Are you curious about what the differences between the SAT and ACT are? If you want a summary, click here to see quickly whether you would be better at the SAT or ACT. But if you want the nitty gritty details about the differences, read on below!
1. What are the content differences on the SAT vs ACT?
Take a look at the content difference below. Are there any items that you love or hate? If so, then give the relevant test an extra point. Tally up the points at the end to see which is ahead:
The SAT and ACT are very similar in terms of math, but the ACT has more and harder math.
Both Tests Cover:
> Properties of Integers and Rational numbers
> Linear and Quadratic Equations:
> Word problems:
> Basic Geometry, including Lines, Triangles, Polygons, Circles, 3-D and Coordinate geometry
> Data Interpretation, Statistics and Probability
The ACT Also Covers:
> Complex numbers
> Conic Sections
1B. Writing/ English
Like the Math section, both tests cover the topics below and the ACT also covers the topics listed at right.
Both tests cover:
Conciseness and Redundancies
Adjective vs Adverb
The ACT also covers:
word choice (non-idiom)
transitional logic: which words are best to move from one idea to another
macro-logic: how to order sentences and paragraphs
author’s formality and tone
The main difference between the SAT and ACT Reading sections is that the SAT includes fill-in-the-blank questions and the ACT’s Reading is only passages and questions about them.
The SAT covers:
Passages: main point, identifying details, inferring information, vocabulary in context, and the function of specific parts
Sentence Completion: relationship between 2 words and vocabulary-based questions
The ACT covers:
Passages: main point, inferring information, vocabulary in context, and the function of specific parts
Fact Finding: without line number references, find and explain a phrase or sentence
The SAT does not have a Science section, so if you like science, the ACT has a huge advantage for you.
> Basic Science Knowledge (Physics, Chemistry, Biology)
> Data Representation: analysis, interpreting trends, and calculations based on data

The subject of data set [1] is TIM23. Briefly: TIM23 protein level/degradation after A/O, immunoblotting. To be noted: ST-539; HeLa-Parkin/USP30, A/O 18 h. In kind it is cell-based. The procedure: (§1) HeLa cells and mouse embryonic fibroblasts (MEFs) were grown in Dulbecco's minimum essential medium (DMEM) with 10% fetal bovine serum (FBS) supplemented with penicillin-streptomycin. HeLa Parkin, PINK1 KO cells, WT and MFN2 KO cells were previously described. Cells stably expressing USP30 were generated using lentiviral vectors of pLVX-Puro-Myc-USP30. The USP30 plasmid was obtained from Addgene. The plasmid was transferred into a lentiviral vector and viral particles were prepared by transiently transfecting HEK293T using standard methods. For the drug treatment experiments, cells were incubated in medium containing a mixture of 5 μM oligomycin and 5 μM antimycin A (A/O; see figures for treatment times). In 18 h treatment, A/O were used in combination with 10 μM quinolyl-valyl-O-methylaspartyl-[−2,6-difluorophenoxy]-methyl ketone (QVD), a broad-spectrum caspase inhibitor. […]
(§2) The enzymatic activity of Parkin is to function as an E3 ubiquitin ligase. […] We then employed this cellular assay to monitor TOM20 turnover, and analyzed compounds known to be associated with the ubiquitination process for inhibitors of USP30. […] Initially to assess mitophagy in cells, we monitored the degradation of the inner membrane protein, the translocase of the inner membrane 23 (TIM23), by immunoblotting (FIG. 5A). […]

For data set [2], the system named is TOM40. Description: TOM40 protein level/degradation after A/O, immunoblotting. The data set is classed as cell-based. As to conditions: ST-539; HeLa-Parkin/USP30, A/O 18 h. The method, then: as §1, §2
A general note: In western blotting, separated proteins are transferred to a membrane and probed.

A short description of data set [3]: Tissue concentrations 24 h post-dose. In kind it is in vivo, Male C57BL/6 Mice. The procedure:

> Research Summaries, including:
> Experimental design/Researcher intent
> Hypothetical Experimental changes
> Interpreting experiments
> Understanding of viewpoints
> Comparing viewpoints
2: What are the rule differences on the ACT vs SAT?
Guessing: On the SAT, there is a ¼ point penalty for each wrong answer (each correct answer is worth 1 full point). There is no penalty for omitting (just not answering) a question. On the ACT, there is no guessing penalty--guessing wrong and omitting are the same.
Passages: While SAT passages do tend to follow the same basic patterns, they are not labeled by type or topic. The ACT, on the other hand, always labels its 4 passages (that are always in the following order): Literary Narrative, Social Science, Humanities, and Natural Science.
Sections: The SAT doesn’t title its sections--Math is obvious, but Reading and Writing have to be differentiated by question type. The ACT titles its sections in huge bold letters.
Questions: The tests have very similar question styles in Math and Reading; the English questions in both tests involve students choosing how to replace underlined parts of sentences and paragraphs. However, they differ in how they apply this format. The easiest way to understand this is to compare the English section of the ACT to the Writing section of the SAT. You can download a PDF of each test here: SAT, ACT.
Test Structure: The SAT alternates between Math, Reading and Writing sections, and until the change in 2016, the essay is always the first section (in 2016 it will be the last section and optional.)
There are always 10 SAT sections: 3 math, 2 writing, and 3 reading, and 1 experimental section that is not identified (it looks like all the other sections) or scored. They don’t go in any particular order, but you’ll never see 2 math sections back-to-back. A sample order of SAT sections might be:
So, in the end, on the SAT, you’re scored on 8 sections and the essay.
The organization of the ACT is much simpler: it has 4 sections that are always in the following order: English, Math, Reading and Science. Sometimes there is an experimental section, but it’s always Section 5, so you know which one it is.
3. How can I see these differences myself?
Take a look at three real ACTs from the past, and three real SATs from the past. Examine the real tests themselves and see how they feel different! Also, check out our article on whether the ACT or SAT measures your IQ better.
Are you better on the ACT or SAT? Use this one surefire method to find out.
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Laura has over a decade of teaching experience at leading universities and scored a perfect score on the SAT.